Summary: Today I’d like to cover 2 main areas: 1) The setting of Romans so we can better understand what Paul was trying to accomplish when he wrote under the inspiration of the Holy Spirit, and 2) Paul’s opening words in Romans 1:1-7 as he greets the believers at
When in Romans…
-Today marks the beginning of a new series through the book of Romans. Romans gives us one of the most complete, yet concise presentations of the good news about Jesus (aka “the gospel”) that there is.
-There have been many great people who have left their mark on history because of the change that happened in their life because of the book of Romans.
-Augustine, a man who led an immoral life, in 386 A.D. read the book of Romans. When he got to Romans 13:13-14, his life was never the same. Romans 13:13-14 says, “Let us behave properly as in the day, not in carousing and drunkenness, not in sexual promiscuity and sensuality, not in strife and jealousy. But put on the Lord Jesus Christ, and make no provision for the flesh in regard to its lusts.”
-In 1515, Martin Luther went from a man of torment to a man of great faith because of the book of Romans. John Bunyan in 1653, John Wesley in 1738, and Karl Barth in 1918 were never the same after they studied the book of Romans. These are but a few men who led great spiritual movements that impacted world history (Jeffery Anselmi, SC)
-Today I’d like to cover 2 main areas: 1) The setting of Romans so we can better understand what Paul was trying to accomplish when he wrote under the inspiration of the Holy Spirit, and 2) Paul’s opening words in Romans 1:1-7 as he greets the believers at Rome.
1. The Setting of the Church at Rome
(Most of this information was taken in part from F. F. Bruce, "The Romans Debate Continued,” Revised and Expanded Edition, ed. by Karl P. Donfried, 1977, 1991)
-A significant Jewish population existed in Rome as early as 61 BC, when Jewish captives were taken to Rome by Pompey to celebrate the conquest of Judea. Most of the descendants of these slaves, "Freedmen" became liberated through various ways. It was these freed slaves who formed Synagogues in the Roman Empire (Acts 6:9).
-The first emperor, Julius Caesar, granted rights to Jewish communities because their ancestral laws even predated the Roman Empire. Jews were the only minority given legal privileges in the Roman Empire giving them the right to assemble, have common meals and property, govern and tax themselves, and enforce their own discipline except the death penalty. The Jews were like a state within a state.
-All of this authority was placed under the sponsorship of the Synagogue and its legal body, the Sanhedrin. Jews may also have been exempt from military service and emperor worship. Under Roman law, no new religions were allowed and all other religions (other than Judaism) were forbidden by the Caesar in the city of Rome.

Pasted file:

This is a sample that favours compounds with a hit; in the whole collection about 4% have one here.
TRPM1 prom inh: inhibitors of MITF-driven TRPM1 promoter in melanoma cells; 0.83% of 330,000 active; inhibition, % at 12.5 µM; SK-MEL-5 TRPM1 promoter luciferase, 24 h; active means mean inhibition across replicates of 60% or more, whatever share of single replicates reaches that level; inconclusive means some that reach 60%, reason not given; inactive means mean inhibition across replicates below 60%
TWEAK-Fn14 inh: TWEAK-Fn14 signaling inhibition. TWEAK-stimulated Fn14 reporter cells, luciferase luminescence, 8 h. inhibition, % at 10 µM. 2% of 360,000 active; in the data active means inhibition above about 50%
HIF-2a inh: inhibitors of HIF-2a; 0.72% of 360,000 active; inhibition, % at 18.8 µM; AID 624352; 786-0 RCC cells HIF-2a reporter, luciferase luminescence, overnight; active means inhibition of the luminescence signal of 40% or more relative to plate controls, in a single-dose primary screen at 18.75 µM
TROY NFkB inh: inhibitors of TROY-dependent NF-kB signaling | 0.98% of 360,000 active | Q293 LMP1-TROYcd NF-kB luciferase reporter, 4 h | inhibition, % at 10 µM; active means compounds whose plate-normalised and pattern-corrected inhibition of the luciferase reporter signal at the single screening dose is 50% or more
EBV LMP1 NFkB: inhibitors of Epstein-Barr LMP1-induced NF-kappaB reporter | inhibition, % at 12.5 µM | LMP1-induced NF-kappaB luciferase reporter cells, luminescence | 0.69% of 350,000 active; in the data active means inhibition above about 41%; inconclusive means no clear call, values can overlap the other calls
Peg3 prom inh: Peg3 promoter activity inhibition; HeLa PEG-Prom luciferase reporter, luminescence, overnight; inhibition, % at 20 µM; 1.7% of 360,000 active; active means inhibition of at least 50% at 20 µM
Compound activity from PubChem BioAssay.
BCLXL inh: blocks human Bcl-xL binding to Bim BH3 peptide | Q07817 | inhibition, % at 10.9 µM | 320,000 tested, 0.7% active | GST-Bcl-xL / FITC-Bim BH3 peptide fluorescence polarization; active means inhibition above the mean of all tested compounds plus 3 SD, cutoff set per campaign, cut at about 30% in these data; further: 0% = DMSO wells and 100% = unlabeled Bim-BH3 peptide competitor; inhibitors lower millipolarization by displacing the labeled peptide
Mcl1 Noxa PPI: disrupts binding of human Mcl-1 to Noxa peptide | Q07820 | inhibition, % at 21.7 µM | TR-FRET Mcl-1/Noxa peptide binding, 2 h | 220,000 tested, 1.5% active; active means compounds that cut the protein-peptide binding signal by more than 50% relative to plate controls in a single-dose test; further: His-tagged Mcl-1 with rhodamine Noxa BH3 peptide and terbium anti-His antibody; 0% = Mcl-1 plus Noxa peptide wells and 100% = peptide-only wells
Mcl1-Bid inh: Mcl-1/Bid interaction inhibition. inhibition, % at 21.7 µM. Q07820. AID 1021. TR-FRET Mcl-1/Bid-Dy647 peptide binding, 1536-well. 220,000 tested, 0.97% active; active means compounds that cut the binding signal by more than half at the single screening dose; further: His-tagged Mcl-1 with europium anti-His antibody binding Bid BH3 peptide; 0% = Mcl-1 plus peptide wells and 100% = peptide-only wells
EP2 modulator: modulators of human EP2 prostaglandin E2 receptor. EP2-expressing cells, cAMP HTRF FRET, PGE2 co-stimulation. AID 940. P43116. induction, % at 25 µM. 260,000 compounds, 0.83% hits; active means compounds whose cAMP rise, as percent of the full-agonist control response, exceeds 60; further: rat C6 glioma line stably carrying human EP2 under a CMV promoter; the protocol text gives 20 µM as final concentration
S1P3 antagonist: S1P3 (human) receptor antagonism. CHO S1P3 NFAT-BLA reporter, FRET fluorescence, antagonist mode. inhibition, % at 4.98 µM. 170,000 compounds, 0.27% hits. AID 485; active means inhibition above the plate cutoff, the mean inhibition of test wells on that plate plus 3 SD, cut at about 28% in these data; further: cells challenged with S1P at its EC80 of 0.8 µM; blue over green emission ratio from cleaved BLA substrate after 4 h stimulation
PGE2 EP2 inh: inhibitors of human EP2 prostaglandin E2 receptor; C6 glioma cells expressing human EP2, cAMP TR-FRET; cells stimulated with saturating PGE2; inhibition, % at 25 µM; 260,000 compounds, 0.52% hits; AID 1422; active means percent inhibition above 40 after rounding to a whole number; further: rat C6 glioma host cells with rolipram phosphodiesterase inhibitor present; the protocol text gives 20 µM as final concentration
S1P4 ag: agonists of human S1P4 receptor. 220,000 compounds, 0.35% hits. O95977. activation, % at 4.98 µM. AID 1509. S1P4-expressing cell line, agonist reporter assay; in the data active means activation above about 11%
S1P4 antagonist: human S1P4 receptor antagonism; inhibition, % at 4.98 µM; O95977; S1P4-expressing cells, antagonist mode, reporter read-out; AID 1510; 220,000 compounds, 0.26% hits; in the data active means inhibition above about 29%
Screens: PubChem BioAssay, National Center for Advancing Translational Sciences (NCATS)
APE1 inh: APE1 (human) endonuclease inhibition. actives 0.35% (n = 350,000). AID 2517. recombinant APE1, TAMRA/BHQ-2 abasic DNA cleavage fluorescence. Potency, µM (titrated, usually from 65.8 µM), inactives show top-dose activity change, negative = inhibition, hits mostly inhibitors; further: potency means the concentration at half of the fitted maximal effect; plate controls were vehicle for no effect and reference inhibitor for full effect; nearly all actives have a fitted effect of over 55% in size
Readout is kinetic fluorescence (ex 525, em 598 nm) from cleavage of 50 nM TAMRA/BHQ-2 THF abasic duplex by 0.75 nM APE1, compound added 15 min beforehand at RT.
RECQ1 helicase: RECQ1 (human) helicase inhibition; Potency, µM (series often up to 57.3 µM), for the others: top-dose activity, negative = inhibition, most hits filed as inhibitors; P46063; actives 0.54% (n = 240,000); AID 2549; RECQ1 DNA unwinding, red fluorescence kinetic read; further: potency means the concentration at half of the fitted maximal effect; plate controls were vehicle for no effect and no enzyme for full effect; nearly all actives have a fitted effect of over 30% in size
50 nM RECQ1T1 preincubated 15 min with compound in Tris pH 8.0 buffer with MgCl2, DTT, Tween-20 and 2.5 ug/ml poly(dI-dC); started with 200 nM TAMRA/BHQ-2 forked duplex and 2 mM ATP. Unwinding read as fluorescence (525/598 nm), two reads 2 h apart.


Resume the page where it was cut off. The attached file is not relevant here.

(The Mystery of Romans, Mark Nanos, 1996, Fortress Press, Minneapolis, pp. 43-46.)
-Christianity probably reached Rome shortly after the church was formed in Jerusalem, probably in the mid 30s (perhaps from people who were in Jerusalem on the Day of Pentecost- Acts 2). The gospel spread quickly all across the Mediterranean World, impacting entire cities and regions. Its message created a stark contrast with the social and political culture that characterized the Roman Empire in those days.
-Regardless of how the message of Jesus Christ got there, it was ultimately by the means of the Spirit of God and not man. It was this good news which came to Rome, that introduced Christ into the Jewish community, which led to the same disputes and disruptions that affected other cities with Jewish communities and Christians worshiping in the same Synagogues (e.g., Acts 13:42-14:7; 17:1-9). The Roman historian Suetonius writes about these disputes that were ongoing during the reign of Claudius: "Because the Jews in Rome caused continuous disturbances at the instigation of Chrestus, he (Claudius) expelled them from the city." This refers to the Edict of Claudius, dated 49 AD, in which Jews, both non-Christian and Christian, were expelled, leaving the Gentile Christians to fend for themselves. The Romans saw no real difference between Christian and non-Christian Jews. They considered both groups to be part of Judaism and saw their disputes as an "inside quarrel" on the interpretation of Jewish law (Acts 23:29; 25:18-19).
-When Claudius died and Nero took over some 5 years later, the Jews were allowed to return to Rome. However, scholars estimate that Paul was writing to a church that was at least 80% Gentile. Only 4 out of 26 of the greetings in Rom.16 are to Jews, since 3 of them are greeted as "my kinsmen," and Aquila was likely Jewish.
-So, even though Paul had not founded the church at Rome, he was called to reach Gentiles and deeply cared about this group of believers who were trying to work out their differences (the Jewish way vs. the Gentile way) while keeping their faith in Christ intact. So he writes to encourage them, and invites them to partner with him in reaching more people with the good news about Jesus. But he also uses the opportunity to put the gospel down in writing as clearly and succinctly as possible, in case he doesn’t make it to Rome. He doesn’t want them to be led astray or confused about their faith in Jesus, knowing that their faith will be under continual attack by unbelieving Jews. He also wants to equip them to continue to share the good news accurately with others.